The Five Stages of Grief as Applied to Creative Writing


Having just completed a seemingly promising first draft, the patient begins the editing process with hope and misplaced confidence. Upon her first reread, she is struck with the creeping realization that this piece is a literal butt, but perhaps after a few hours and Red Bulls and shame cigarettes something beautiful will emerge?


The patient recalls the hours and dollars spent on her creative writing degree. “Those bastards swindled me,” she grumbles, shoving inspiration nachos into her gaping maw and picking furiously at a loose thread that had wriggled free after the cat decided to Mission Imclawsible across the underside of the couch which Amazon willfully neglected to mention would smell like an old yoga mat after being digested by a pitbull with IBS and then shat through a withering onion. “What a joke,” she hisses, smashing the backspace with a closed, clammy fist.


“Maybe it’s not so bad,” the patient whimpers as she trudges home from the corner store after all her cigarettes smoked themselves. “Maybe there are a few good nuggets in there that I can salvage, a joke or two?” From the street she glances hopefully up at her apartment window, the faint light of her laptop screen glowing ominously through the frosty glass. “I’ll send it to Mark, maybe he can help.” She forces a grin and walks inside.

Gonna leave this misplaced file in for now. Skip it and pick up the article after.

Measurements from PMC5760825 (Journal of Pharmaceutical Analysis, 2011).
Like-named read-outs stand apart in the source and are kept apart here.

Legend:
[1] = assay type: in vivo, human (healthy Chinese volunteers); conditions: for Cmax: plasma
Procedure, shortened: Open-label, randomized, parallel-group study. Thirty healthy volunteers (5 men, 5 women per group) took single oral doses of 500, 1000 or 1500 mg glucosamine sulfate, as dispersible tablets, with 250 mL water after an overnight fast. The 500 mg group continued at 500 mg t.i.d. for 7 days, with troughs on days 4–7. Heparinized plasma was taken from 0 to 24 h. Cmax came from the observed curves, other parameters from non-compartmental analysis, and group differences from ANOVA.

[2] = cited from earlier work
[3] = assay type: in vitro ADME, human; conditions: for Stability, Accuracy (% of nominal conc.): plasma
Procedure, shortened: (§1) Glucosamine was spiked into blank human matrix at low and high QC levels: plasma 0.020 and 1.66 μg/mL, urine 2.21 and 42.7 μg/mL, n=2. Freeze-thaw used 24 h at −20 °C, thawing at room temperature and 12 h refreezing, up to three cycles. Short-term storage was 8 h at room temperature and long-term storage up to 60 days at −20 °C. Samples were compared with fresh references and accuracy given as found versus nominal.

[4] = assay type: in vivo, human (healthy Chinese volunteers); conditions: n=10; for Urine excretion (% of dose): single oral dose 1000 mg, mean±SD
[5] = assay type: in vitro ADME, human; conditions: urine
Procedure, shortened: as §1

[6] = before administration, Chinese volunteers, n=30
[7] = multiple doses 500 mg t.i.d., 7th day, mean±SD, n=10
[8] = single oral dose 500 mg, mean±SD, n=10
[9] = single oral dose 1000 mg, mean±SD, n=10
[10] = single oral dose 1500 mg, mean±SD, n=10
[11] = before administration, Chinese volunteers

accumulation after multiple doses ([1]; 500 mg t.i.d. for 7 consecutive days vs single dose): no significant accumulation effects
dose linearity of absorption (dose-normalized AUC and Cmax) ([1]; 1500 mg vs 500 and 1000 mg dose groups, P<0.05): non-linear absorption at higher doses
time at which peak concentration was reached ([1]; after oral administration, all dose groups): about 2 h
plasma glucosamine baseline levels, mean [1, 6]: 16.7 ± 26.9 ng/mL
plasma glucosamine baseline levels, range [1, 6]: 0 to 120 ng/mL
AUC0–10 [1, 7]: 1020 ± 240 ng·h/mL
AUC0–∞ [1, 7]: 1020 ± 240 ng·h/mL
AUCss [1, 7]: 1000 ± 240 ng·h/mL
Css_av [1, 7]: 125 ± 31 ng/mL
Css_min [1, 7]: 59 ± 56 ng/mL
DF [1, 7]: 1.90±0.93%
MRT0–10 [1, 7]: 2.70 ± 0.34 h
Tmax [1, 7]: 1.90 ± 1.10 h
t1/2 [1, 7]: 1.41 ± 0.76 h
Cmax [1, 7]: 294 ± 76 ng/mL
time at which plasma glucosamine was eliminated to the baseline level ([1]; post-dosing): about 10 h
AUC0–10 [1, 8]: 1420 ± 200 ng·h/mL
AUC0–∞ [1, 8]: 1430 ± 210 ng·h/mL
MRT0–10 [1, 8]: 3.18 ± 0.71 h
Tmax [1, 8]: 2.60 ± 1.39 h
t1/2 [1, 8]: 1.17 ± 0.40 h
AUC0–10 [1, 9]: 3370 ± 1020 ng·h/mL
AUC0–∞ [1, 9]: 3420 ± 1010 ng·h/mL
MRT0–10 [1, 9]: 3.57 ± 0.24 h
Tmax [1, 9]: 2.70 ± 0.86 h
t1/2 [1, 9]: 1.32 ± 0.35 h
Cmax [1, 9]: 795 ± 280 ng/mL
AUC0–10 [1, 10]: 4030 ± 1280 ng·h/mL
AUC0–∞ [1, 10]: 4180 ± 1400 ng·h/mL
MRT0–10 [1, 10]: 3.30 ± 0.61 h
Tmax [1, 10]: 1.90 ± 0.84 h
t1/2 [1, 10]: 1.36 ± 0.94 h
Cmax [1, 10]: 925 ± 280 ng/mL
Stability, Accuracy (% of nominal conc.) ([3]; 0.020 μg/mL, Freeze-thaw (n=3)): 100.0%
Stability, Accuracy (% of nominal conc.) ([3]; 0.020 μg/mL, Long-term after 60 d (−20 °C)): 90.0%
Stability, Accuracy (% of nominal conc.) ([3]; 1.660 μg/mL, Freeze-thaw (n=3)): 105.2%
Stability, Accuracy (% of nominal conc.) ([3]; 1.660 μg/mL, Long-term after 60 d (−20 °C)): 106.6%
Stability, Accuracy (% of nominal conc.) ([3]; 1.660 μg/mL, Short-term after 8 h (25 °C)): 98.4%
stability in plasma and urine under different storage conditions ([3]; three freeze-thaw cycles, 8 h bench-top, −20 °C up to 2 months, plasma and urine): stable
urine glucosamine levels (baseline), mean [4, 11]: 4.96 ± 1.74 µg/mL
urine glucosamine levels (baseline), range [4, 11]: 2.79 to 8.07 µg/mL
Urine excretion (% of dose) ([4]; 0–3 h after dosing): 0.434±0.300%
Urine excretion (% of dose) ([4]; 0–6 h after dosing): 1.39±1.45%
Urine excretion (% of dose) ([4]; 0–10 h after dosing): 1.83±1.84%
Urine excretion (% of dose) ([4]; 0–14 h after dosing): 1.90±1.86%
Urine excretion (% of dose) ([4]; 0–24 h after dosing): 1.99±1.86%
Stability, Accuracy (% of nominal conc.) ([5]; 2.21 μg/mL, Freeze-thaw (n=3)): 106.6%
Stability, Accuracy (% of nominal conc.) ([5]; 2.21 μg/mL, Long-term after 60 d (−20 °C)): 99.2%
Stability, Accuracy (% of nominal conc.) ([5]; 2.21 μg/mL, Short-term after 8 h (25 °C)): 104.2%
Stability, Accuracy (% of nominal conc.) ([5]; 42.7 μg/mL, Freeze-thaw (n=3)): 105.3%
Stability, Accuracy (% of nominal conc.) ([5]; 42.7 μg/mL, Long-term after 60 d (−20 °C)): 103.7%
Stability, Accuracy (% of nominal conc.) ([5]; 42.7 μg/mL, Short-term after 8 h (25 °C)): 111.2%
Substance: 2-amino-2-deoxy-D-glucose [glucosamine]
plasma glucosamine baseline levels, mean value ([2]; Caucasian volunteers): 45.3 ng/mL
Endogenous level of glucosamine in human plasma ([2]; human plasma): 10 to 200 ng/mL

World-weary under the weight of abject failure and a catering-sized portion of nachos, the patient lies face down on the bed. Her cat, taking pity on the wretched creature, nuzzles her neck like a manager gingerly patting the shoulder of the accountant who always cries at his desk. “Maybe I could volunteer with animals or something,” she wonders aloud, fingering a styrofoam container of soggy tortilla chips. “Maybe I should adopt a hedgehog?”


The patient drags her sweatpanted body from the bed with new life. “So what if it’s not perfect?” she says with rising confidence. “Do I have to be perfect? Is this an unreasonable standard of artistry?” She hops onto her laptop and clicks Send. “Fuck it. It’s submitted. Nothing I can do about it now,” she thinks with a smile. She totters away from her laptop in triumph, pausing in the hall. She bites her lip and picks at her cuticle, her eyes flitting across the desk strewn with mascara-blackened tissues and Slim Jim wrappers. The patient rushes to her inbox, which remains unchanged. “I should have removed that comma,” she sighs. “Do I still have that bottle of Jack?”

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